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3 lessons learned from New Leaf Community Markets' newly launched house label wine

Here's why launching a house label wine was the right step for the natural retailer, as well as wine buyer Oliver Carter's top three tips to help others successfully get into private label.

New_Leaf_Common_Vines_display (1).jpgThe wine section at New Leaf Community Markets has a new store-branded offering: the house wine, named Common Vines, available in a 2017 chardonnay and a 2017 pinot noir at an affordable $13.99 price point.

This new leap for the retailer comes largely thanks to its partnership with Bargetto, the local winery behind the product. “They have an excellent reputation, they exemplify the region and, personally, I've always been a fan of their wines,” says Oliver Carter, the store’s wine buyer. “This partnership also demonstrates two businesses in a community, working together to show our passion for great products.”

Carter estimates that the process from inception to shelf took about six months to a year. And it wasn’t very difficult, he says–just a series of meetings to develop the product and how it would be styled. Going forward, shoppers might see a Common Vines rosé or sparkling wine produced by Bargetto or another winery in the Santa Cruz or Monterey region. “One of the cool things about Common Vines is that we want to support a variety of local wineries,” Carter adds. “Wine shoppers have their favorites, but they also like to try different producers and varieties.”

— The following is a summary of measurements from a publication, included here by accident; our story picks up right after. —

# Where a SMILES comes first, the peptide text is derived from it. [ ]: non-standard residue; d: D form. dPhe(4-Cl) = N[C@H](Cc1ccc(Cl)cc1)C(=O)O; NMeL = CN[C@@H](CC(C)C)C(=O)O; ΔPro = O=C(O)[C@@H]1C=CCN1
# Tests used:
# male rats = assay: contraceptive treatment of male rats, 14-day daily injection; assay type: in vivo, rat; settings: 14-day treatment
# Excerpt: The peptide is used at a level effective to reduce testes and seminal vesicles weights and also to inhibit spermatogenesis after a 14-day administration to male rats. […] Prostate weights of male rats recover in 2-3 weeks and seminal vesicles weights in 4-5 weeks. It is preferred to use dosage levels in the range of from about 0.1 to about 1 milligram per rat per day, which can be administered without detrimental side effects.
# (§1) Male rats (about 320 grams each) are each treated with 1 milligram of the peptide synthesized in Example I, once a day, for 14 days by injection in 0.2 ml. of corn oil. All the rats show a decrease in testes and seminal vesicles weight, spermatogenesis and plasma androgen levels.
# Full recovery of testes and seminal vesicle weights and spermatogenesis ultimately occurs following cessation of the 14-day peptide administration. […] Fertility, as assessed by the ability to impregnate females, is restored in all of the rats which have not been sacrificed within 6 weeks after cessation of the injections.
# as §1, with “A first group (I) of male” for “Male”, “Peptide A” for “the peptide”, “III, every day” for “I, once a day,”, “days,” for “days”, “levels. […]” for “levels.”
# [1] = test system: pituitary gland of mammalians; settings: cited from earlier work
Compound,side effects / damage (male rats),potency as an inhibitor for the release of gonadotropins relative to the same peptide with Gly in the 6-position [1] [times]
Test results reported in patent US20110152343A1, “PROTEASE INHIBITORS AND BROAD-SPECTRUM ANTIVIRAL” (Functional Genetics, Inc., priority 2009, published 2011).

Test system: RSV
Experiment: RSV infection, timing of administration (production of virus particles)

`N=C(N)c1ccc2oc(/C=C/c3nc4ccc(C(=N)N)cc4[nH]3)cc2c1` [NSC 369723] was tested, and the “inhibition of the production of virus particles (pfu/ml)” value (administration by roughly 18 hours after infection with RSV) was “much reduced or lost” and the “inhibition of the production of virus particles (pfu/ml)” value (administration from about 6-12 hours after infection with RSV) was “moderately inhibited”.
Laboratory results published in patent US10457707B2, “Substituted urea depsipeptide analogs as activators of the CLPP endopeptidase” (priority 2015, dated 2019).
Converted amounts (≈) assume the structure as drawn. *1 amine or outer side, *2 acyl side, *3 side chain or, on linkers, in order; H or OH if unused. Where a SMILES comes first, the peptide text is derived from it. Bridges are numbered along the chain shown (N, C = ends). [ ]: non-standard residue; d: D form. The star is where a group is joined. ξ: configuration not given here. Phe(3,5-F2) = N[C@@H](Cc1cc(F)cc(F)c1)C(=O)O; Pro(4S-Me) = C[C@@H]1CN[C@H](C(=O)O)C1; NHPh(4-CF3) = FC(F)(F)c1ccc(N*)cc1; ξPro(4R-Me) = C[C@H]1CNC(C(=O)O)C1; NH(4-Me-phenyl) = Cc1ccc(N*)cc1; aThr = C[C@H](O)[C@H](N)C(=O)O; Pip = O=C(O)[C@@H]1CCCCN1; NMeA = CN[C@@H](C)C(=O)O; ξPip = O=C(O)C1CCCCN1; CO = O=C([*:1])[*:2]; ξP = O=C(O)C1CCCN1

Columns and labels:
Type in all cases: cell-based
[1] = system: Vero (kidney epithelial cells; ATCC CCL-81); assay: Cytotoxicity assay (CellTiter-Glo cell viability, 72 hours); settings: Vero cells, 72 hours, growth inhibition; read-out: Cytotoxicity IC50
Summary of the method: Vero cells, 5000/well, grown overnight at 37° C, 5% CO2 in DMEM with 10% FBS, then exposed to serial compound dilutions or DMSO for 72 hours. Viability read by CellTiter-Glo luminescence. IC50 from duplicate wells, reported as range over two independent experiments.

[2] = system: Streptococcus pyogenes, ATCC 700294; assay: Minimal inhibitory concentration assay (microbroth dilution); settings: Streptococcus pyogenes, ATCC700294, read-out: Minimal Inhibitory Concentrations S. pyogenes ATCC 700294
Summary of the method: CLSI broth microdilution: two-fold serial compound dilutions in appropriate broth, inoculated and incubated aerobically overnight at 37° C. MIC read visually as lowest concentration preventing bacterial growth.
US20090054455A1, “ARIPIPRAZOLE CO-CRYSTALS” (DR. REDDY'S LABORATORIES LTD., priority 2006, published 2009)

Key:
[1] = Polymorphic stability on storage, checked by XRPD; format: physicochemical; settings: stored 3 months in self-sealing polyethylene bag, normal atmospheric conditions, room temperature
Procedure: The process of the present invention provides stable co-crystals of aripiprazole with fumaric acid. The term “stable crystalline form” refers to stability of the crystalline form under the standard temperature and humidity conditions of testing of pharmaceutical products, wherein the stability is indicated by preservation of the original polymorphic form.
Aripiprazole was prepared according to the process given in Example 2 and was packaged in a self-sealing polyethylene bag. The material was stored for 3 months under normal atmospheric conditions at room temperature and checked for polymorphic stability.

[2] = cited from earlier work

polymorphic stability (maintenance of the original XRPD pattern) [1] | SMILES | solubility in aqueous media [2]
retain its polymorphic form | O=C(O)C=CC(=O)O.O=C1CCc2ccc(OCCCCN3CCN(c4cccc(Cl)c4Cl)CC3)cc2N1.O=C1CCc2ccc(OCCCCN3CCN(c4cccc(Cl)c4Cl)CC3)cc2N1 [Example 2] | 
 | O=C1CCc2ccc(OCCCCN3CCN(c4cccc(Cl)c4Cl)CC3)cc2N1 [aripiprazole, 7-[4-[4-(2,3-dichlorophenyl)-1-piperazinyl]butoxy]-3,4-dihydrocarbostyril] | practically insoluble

While the process was fairly straightforward for Carter, he does have some tips to share with retailers looking to bring their own private label wine–or any product–to shelf.

1. Keep it local

Partnering with producers who have a good local reputation is key, he says. Plus, it’s easier to have meetings and develop relationships when partners are in the same region.

2. Align values 

“We want to find producers who have the same values as our store,” says Carter. “Bargetto, for example, is a family business that promotes its sustainability initiatives, and is in the process of becoming biodynamic. This is in line with our store’s commitment to sustainability.”

3. Go with what works 

“If I had my own wine shop, I wouldn’t make any money because I’d only sell wines that I like,” Carter says. “You can get as esoteric as you want and have fun, but you also have to think about the customer. Do the research on what’s popular and mainstream.”

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